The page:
Halfway through the set comes "New Mexico". It's a song that sounds like an open stretch of highway bisecting a craggy landscape: it is shuffling and dusty, straight and pebbled, with speed that surges though the distance to go seems endless. When Simon Petty sings it, his voice is full of grain and smolder; the melody channeled by the band brightens and darkens, like a dusk that dampens but doesn't die. This song wants to take us somewhere. And Minibar do, too. They themselves are notable for their movements -- five Brits who've relocated in California, playing music that sounds as if the time between Hotel California and now has been deleted. Tonight, we are witnesses to another trip, their first to New York. And on this, they want us to appreciate someplace we aren't -- someplace more sunkissed, bucolic; someplace where bands can just be, rather than be buzzed about. They've a small, but earnest, crowd, as sincere and unjaded as the poppified country being performed. A mother and daughter, both over 30 and who by all guesses have never been to a rock show, are sitting closest to the front, slapping the table and clapping their hands in the air. To one side is a gaggle of college-aged girls, equally thrilled by the easygoing music and the raggedly handsome good looks of the band's lead singer. To the other side, yuppie couples cuddle one another and sip cocktails. Onstage, the standard New York rock show cool is markedly, and refreshingly, lacking. The fellows of Minibar smile modestly and greet us warmly; they appear pleased when it's obvious they're enjoying themselves, they tell stories when they feel it's appropriate. You get the feeling that they're just being exactly who they are: nothing more, nothing less. Though true to form, this show maintains a certain guardedness, seldom straining from the manicured studio sounds of their two full-length releases. For the unseasoned rock show attendee, this is exactly appropo -- and it does take a certain dexterity to reproduce songs in the real as vividly as they sound on record. But those seeking oodles of new tricks needed to look elsewhere. After opening their set with a near carbon-copy of "It Is What It Is" off their latest release, Fly Below the Radar (2003, Foodchain Records), it seemed certain that "Unstoppable", the album's second track, would begin after a four second silence. That song did come, but much later -- and when it did, it proceeded on its rootsy-waltz course until near the end, when something compelled Petty to get on his knees, inserting in a bloodthirsty, and surprising, guitar solo. From then on, it was clear that Minibar wanted to let go -- but perhaps the relaxed nature of their music didn't facilitate it. But then again, perhaps the last thing one wants on a trip are unexpected shocks. For as much as the show remained in a comfort zone, it was highly comforting. "Breathe Easy", another beautiful 3/4 swinger from Fly Below, was earthen and wide as an open plain, pretty and water-tight. "I Know Without Asking", one of the few offerings from 2001's Road Movies, was as familiar and warm as a handshake from an old friend. "Thanks", a song off their limited-edition disc that accompanies Fly, was charging in its aural homage to Big Star and their brethren, pulling the crowd in with its raucous, country-flavored power pop. Minibar are going places. Whether forward or back in time, with trends or paying them absolutely no mind, they are a band interested in the spaces between, the hours spent, the changes that occur en route. They are a band for going away and coming home again.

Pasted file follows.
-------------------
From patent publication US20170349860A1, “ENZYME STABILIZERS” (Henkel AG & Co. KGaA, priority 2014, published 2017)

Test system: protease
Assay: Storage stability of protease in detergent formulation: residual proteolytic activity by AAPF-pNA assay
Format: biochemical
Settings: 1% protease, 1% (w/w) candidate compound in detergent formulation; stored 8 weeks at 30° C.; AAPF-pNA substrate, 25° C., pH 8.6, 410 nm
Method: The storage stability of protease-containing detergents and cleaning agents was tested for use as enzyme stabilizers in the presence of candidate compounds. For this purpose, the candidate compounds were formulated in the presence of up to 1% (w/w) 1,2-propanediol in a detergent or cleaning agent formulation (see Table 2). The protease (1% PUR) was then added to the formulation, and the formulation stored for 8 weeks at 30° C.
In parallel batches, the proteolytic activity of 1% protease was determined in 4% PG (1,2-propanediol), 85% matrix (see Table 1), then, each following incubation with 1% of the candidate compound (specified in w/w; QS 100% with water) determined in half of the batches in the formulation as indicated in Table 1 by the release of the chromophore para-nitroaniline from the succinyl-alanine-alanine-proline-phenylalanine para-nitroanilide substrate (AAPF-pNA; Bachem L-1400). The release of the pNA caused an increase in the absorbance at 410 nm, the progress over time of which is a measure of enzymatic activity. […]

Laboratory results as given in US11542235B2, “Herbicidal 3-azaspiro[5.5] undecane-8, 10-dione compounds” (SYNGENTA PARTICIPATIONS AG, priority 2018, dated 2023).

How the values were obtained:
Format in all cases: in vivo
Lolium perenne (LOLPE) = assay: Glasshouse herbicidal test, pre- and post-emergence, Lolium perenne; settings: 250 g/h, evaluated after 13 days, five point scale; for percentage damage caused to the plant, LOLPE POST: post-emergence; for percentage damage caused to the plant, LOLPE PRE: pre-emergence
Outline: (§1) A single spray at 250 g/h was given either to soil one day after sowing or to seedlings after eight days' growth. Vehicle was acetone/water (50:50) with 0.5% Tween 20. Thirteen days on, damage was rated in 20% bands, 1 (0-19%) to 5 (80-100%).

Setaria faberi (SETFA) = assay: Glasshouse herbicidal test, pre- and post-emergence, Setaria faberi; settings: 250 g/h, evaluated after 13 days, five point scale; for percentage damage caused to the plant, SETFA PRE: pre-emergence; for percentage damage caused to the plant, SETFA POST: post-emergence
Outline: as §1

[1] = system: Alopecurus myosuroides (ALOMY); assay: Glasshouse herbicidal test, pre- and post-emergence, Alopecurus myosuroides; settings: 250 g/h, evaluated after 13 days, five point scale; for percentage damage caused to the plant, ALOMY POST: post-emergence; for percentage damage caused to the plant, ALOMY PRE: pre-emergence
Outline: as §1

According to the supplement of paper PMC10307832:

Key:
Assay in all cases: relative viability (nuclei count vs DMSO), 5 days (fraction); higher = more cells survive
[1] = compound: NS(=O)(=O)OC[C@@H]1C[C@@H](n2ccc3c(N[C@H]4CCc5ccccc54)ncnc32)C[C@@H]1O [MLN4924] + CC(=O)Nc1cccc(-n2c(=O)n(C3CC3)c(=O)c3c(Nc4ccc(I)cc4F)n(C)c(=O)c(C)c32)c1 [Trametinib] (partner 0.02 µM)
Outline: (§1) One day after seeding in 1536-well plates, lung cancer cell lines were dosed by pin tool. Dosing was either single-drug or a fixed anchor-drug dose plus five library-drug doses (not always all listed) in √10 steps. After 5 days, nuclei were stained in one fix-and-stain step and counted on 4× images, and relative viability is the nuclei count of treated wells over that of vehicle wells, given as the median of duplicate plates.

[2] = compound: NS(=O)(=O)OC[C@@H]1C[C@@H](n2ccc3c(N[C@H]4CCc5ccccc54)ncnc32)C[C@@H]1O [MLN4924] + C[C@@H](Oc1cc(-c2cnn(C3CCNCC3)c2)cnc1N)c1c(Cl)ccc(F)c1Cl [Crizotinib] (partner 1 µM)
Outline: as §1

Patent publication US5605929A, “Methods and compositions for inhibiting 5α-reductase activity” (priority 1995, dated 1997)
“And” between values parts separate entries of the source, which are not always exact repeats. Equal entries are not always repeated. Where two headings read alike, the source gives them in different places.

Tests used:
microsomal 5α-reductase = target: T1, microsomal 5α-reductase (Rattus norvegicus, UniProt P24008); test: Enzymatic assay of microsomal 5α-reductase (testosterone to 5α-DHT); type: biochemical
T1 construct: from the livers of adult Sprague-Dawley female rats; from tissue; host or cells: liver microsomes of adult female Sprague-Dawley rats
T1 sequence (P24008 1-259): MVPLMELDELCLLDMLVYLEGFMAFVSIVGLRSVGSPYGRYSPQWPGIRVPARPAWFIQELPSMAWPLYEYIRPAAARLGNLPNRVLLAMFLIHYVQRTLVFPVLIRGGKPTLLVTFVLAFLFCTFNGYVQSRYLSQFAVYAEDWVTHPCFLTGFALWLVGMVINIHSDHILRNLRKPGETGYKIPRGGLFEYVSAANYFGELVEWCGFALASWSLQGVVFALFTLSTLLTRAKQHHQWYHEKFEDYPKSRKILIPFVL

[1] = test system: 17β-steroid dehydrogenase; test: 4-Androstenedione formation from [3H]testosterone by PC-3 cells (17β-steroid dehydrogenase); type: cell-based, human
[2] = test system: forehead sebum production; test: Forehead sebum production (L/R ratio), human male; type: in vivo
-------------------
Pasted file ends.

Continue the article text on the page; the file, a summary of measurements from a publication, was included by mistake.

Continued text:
The year in song reflected the state of the world around us. Here are the 70 songs that spoke to us this year.
70. The Horrors - "Machine"
On their fifth album V, the Horrors expand on the bright, psychedelic territory they explored with Luminous, anchoring the ten new tracks with retro synths and guitar fuzz freakouts. "Machine" is the delicious outlier and the most vitriolic cut on the record, with Faris Badwan belting out accusations to the song's subject, who may even be us. The concept of alienation is nothing new, but here the Brits incorporate a beautiful metaphor of an insect trapped in amber as an illustration of the human caught within modernity. Whether our trappings are technological, psychological, or something else entirely makes the statement all the more chilling. - Tristan Kneschke